The other day I quoted Socrates. Today, I’m giving a shout-out to another legendary philosopher, Aristotle, who once said: “To avoid criticism, do nothing, say nothing, be nothing.” In other words, yes, you could somehow manage to isolate yourself to the point where no one is saying anything about you, as if you don’t exist. But, particularly in leadership, that is not possible. We are the opposite of isolationist; our very role and responsibilities call for us to be out there and exposed. With the great potential to do much, say much and be great, also comes the likelihood that (many) people are going to criticize you. You must be open to that criticism (comes with the territory, after all) but also realize not all criticism is created equal.
This was illustrated to me as I was going through the process of making final edits to a large research manuscript last week. Much of the reviewers’ criticism was warranted. But there were also very subjective edits, which I suspect were based off of these editors’ personal likes and opinions.
That said, there are three things we need to do with the inevitable criticism that comes with, well, anything but living under a rock:
1. Evaluate what criticism is valid. Take it to heart. Learn from it.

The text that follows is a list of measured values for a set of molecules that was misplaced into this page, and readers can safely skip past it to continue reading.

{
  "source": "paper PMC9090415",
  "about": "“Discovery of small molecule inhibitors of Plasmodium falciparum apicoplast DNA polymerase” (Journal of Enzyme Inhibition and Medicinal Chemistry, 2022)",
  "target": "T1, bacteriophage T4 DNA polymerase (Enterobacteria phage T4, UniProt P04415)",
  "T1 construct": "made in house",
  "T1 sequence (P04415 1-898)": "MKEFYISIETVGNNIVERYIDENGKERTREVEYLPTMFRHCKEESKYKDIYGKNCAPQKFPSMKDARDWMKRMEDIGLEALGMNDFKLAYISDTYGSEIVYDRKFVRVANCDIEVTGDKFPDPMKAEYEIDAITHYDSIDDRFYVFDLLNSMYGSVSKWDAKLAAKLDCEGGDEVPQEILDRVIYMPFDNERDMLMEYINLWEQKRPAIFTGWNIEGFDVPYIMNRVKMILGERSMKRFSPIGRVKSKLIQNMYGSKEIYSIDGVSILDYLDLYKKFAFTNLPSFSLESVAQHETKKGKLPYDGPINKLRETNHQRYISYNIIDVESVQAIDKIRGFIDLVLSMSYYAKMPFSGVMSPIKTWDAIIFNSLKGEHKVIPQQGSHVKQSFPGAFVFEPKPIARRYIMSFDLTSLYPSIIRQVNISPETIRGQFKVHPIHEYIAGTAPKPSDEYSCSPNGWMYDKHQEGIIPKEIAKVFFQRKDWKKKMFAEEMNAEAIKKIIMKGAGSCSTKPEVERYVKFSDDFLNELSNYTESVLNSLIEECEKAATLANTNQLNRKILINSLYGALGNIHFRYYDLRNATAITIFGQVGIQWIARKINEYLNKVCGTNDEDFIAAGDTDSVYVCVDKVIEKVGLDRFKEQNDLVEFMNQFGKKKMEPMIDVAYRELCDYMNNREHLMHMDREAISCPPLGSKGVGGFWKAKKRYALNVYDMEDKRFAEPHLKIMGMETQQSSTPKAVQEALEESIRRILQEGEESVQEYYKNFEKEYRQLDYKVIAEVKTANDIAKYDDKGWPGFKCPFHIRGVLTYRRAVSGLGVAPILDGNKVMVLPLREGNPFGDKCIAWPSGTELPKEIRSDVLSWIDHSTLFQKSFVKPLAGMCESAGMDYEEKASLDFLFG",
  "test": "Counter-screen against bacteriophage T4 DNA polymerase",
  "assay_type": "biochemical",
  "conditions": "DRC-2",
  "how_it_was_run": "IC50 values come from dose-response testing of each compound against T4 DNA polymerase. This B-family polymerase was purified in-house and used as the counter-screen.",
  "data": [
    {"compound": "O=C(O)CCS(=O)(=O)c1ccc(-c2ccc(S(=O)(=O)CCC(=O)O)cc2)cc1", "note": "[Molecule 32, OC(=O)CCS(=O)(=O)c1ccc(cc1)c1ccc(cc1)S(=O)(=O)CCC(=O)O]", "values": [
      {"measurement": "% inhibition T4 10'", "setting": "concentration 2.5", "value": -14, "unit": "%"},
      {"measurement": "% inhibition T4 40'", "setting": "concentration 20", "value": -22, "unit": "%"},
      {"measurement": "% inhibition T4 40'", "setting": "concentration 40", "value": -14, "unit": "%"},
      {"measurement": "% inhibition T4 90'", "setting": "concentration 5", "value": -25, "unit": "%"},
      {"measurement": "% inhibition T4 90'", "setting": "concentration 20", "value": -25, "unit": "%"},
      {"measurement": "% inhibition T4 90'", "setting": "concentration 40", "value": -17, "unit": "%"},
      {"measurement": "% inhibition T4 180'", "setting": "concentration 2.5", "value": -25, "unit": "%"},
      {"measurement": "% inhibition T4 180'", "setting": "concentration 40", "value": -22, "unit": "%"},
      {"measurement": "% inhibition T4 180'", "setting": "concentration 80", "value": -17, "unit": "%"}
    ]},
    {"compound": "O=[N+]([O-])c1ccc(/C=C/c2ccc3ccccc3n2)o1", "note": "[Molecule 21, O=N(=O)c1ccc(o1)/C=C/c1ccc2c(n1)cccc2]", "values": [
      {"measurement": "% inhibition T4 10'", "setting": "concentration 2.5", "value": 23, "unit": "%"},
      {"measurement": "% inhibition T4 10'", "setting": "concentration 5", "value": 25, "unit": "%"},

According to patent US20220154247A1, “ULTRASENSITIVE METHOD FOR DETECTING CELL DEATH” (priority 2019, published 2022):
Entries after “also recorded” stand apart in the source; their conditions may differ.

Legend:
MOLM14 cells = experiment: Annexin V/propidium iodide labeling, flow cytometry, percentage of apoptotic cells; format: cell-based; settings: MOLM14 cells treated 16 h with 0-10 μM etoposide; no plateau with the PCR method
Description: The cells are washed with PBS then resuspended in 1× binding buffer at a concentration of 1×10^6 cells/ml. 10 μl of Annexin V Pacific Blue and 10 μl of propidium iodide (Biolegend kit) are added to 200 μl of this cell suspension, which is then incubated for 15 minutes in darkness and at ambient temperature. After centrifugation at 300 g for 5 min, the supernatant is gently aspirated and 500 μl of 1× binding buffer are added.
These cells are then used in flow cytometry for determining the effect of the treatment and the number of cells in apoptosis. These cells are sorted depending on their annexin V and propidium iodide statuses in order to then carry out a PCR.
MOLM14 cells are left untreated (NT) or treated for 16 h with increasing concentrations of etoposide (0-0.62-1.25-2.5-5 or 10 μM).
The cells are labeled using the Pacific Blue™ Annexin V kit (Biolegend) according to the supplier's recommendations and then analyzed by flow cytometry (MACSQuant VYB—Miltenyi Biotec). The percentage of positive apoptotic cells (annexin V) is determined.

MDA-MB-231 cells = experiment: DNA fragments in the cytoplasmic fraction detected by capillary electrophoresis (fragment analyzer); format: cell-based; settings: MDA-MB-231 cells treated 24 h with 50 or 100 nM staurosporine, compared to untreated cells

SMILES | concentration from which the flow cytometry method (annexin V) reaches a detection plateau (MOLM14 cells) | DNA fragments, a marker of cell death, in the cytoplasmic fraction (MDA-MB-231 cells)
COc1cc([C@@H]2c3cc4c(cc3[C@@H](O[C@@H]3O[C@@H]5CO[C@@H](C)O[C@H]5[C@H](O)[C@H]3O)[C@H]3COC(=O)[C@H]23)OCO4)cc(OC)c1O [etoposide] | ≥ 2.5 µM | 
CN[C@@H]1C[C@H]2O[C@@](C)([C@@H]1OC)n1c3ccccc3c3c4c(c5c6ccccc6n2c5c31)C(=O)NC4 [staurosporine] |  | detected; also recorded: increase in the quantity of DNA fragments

2. Consider the subjectivity of some critiques. The individuals making the critique may be coming from a completely different place, and may not necessarily be providing accurate suggestions. Create a filter for taking in all feedback; be it personal reflection, or perhaps the counsel of a trusted advisor.
3. Regardless of whether the critique is warranted or not, manage this criticism accordingly. The greatest opportunities are often accompanied by brutal feedback. Likewise, there is also great opportunity to feel crushed by criticism that comes from out of left field and is not justified. March on. Plow ahead.
As you can see, as much as it may be more comfortable to avoid criticism at all costs, isn’t it so much better to be in a position where we are saying, doing and being so much that we are under scrutiny?
Because, like Aristotle said, the only way to be have a life completely void of criticism is to not do or say anything – and what kind of a life is that?